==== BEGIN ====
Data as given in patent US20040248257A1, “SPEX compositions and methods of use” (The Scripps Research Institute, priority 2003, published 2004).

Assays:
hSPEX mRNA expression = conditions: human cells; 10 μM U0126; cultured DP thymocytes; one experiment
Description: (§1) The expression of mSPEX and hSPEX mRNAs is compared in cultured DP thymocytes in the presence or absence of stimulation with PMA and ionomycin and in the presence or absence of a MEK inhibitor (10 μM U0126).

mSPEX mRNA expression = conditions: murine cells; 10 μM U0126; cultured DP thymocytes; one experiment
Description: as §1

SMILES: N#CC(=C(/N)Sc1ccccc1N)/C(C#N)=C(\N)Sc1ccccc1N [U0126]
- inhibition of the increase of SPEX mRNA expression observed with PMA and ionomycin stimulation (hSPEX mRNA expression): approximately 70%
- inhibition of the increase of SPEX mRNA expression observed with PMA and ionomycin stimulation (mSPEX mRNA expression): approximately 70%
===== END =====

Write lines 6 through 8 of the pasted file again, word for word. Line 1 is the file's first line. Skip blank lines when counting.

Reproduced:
Description: as §1

SMILES: N#CC(=C(/N)Sc1ccccc1N)/C(C#N)=C(\N)Sc1ccccc1N [U0126]
- inhibition of the increase of SPEX mRNA expression observed with PMA and ionomycin stimulation (hSPEX mRNA expression): approximately 70%